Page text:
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House Guest Benefit Claim?

Bit of a complex issue, so I will try and keep things brief:

I am 37 and I have recently inherited my house. I now own it outright - no mortgage.
It's a nice house in a rural area, but needs some work doing to it.
I sold my flat and moved here, so I don't really know anyone.
I gave up my job and am planning to use the money from the flat to live on and renovate my house. Then find another job nearby (wasn't enjoying my old job anyway).

My cousine recently came to visit me and brought a friend with her. This friend is a 19 year old girl with a young baby. She has recently split up from her boyfriend and has been staying with my cousine, in her flat.

They both stayed in my house for a few days. We got on ok. When my cousins left, asked if her friend could stay with me for a while, as there wasn't much room in her flat. I agreed, so my new house guest has been in my house for a few weeks now.

Everything is going fine. The baby doesn't disturb me. My new house guest has hardly any belongings with her. My cousine calls in and helps with the baby and cooking, cleaning etc. I haven't asked for any rent money.

So it's all good from a domestic point of view.

But regards paperwork; should I be formalising things?

I'm guessing this girl would now be classed as a lodger?
So should I go ahead and inform insurance company and council tax etc?
Do I need to have a lodger contract?
I don't want to ask her for rent. So could she be classed as a House Guest long term?

Could my house guest claim benefits, without a formal lodger contract?

A friend told me he doesn't think that single parents are allowed to claim housing benefit as lodgers. He thinks they need a formal tenancy contract for their property. He also said that as this girl has a child, I would not be able to evict her, so I would need landlord insurance.

I've had a look online; there are a few articles about single parents moving in with other single parents, but I am a man without children - so could this girl be my lodger, even though she has a baby with her?


  • Indie_Kid
    Indie_Kid Posts: 23,077 Forumite
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    To claim housing benefit, a formal tenancy agreement is required.
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  • Penguin_Biscuit
    Thanks for the replies.
    The house isn't in a very good state at the moment - being renovated.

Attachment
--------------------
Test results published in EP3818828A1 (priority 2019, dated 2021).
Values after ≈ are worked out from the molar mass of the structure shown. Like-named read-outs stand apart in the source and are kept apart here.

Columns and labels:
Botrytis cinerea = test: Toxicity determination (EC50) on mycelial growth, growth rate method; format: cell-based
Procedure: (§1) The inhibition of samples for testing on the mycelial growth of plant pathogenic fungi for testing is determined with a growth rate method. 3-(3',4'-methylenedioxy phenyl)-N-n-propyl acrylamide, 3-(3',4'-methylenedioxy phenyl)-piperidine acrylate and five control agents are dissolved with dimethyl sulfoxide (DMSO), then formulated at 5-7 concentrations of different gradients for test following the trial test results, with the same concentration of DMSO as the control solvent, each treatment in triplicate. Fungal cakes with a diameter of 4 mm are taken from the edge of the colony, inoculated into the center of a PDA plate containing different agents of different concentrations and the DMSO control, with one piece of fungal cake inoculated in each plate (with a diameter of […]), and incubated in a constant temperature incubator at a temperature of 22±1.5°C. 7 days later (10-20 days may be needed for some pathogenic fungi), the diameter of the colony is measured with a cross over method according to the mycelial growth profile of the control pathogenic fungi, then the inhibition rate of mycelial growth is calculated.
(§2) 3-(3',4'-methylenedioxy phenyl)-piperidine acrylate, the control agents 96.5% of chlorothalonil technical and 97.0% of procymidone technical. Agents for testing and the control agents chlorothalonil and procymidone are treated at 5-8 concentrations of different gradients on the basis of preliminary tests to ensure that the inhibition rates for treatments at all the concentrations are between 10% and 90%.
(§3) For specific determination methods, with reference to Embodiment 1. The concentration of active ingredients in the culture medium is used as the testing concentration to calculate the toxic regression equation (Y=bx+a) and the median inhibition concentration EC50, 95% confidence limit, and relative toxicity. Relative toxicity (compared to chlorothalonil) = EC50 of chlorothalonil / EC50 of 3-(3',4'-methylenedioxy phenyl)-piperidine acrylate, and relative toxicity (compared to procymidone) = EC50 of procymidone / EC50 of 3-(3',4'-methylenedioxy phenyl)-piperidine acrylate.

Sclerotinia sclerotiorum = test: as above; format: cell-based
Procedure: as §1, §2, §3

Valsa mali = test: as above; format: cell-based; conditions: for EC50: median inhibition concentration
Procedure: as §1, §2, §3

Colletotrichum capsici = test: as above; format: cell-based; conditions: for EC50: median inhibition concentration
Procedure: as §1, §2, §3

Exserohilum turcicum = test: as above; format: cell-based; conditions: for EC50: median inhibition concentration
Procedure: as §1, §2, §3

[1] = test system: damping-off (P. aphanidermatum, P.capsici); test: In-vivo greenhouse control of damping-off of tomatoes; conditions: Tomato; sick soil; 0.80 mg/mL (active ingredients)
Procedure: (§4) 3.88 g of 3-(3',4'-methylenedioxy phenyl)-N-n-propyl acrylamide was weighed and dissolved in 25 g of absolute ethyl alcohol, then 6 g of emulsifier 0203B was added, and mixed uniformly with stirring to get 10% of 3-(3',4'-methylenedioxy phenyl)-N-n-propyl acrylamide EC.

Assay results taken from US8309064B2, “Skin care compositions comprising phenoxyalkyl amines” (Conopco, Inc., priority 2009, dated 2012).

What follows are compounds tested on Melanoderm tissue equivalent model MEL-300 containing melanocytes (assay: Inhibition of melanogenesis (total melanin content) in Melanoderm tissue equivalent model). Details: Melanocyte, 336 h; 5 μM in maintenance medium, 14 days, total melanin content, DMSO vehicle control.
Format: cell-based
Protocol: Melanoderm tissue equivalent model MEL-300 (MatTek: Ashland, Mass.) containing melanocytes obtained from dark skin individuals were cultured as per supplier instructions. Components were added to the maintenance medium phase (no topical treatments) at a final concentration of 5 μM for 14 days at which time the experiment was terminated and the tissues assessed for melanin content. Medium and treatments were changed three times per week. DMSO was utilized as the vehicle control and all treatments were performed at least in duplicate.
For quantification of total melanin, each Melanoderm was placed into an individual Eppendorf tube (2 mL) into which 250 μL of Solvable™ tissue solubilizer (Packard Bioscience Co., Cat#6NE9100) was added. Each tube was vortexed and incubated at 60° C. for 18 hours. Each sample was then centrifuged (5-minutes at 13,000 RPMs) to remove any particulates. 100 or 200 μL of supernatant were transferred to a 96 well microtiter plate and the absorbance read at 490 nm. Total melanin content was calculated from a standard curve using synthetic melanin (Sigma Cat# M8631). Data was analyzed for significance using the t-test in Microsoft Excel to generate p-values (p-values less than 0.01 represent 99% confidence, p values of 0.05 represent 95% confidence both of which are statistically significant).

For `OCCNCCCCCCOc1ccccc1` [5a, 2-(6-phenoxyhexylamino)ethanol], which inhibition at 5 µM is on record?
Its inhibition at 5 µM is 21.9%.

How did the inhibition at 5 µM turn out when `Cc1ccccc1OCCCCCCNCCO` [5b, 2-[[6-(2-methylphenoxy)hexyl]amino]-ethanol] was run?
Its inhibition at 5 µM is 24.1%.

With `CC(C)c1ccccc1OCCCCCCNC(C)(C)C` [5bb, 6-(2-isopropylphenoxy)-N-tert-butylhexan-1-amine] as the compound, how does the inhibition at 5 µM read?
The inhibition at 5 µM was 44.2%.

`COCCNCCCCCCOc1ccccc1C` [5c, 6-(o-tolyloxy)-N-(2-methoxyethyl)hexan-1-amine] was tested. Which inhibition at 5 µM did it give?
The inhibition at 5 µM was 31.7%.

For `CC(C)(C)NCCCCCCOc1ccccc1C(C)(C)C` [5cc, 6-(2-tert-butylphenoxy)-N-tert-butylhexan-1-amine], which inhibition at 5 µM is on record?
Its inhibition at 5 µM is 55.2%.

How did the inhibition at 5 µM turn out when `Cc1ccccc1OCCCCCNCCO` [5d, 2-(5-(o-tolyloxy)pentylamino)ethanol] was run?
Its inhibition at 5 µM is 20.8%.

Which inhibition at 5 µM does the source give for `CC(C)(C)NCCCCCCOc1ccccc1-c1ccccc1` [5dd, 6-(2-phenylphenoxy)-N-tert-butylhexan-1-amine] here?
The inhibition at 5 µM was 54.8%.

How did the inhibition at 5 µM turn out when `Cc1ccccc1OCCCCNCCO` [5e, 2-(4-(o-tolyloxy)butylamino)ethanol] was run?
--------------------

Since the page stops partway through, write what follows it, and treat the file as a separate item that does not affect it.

That's one of my concerns about formalising this arrangement - no safety certificates, potential insurance problems etc.

    Indie Kid - that's what my friend said - ie single parents can't claim as lodgers - only tenants.
    He thought it was something to do with protecting them from eviction and avoiding overcrowding. His wife previously worked in benefits / housing etc. She thinks it's not a good idea and that the benefits dept will want to come around and check the circumstances...
  • RAS
    RAS Posts: 32,862 Forumite
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    edited 2 September 2015 at 4:25PM
    The person who has not made a mistake, has made nothing
  • Topcat1982
    Anyone would need a tenancy agreement for HB, not just single parents. This is a mute point since you're not charging her rent.

    However if she is claiming anything else as a single parent (income support etc) you will have to be prepared to prove you're not a couple
  • Penguin_Biscuit
    How do you prove you're not a couple?
  • NYM
    NYM Posts: 4,066 Forumite
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    If she's Ukrainian, how long has she been living in the UK ?
  • Penguin_Biscuit
    NYM wrote: »
    If she's Ukrainian, how long has she been living in the UK ?

    I'm not sure. She was in Slovakia for quite a long time. She may be registered as Slovakian.
  • Penguin_Biscuit
    Thanks for replies.
    House guest is now planning to move out.
  • TELLIT01
    TELLIT01 Posts: 16,609 Forumite
    First Anniversary First Post Name Dropper PPI Party Pooper
    Probably no bad thing. If you had gone along the lines of setting a formal tenancy it would have potentially provided her with security of tenure etc and created problems if things did go wrong and you wanted her to leave.
  • Penguin_Biscuit
    I was thinking of making her a lodger, rather than a tenant.
    But I wasn't sure if a single parent could be a lodger. Someone told me that single parents could only be tenants.
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